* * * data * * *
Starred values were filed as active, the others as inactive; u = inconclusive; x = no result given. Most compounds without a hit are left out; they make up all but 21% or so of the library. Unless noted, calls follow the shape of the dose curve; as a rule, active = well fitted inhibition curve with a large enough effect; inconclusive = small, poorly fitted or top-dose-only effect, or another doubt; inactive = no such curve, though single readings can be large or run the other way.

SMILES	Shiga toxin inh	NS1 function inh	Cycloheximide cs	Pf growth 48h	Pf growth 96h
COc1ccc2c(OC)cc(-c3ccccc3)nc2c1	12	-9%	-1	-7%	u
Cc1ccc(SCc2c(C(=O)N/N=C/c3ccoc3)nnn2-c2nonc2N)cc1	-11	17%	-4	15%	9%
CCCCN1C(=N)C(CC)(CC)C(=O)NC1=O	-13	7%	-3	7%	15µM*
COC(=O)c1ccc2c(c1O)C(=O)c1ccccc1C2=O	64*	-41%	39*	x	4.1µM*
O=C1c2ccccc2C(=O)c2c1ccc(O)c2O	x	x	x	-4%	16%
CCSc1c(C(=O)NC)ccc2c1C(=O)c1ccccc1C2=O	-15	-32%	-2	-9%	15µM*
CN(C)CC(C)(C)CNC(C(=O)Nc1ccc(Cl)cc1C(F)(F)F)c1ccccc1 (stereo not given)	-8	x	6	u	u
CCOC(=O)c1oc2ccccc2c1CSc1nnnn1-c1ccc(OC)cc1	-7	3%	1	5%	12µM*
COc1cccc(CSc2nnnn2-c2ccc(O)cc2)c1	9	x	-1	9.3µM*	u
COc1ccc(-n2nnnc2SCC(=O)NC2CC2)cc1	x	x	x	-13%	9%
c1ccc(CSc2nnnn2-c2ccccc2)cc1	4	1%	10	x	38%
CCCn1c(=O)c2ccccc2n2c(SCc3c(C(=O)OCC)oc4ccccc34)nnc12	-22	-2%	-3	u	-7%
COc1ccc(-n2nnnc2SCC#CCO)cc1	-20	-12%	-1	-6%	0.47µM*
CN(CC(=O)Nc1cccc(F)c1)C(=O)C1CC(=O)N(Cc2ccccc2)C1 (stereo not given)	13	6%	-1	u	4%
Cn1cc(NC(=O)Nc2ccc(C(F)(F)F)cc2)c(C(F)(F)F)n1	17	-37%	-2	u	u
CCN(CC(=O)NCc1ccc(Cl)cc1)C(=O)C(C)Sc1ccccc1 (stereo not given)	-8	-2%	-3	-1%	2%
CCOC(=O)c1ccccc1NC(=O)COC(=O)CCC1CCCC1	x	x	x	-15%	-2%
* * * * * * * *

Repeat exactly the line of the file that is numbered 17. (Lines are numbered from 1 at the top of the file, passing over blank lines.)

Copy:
Cn1cc(NC(=O)Nc2ccc(C(F)(F)F)cc2)c(C(F)(F)F)n1	17	-37%	-2	u	u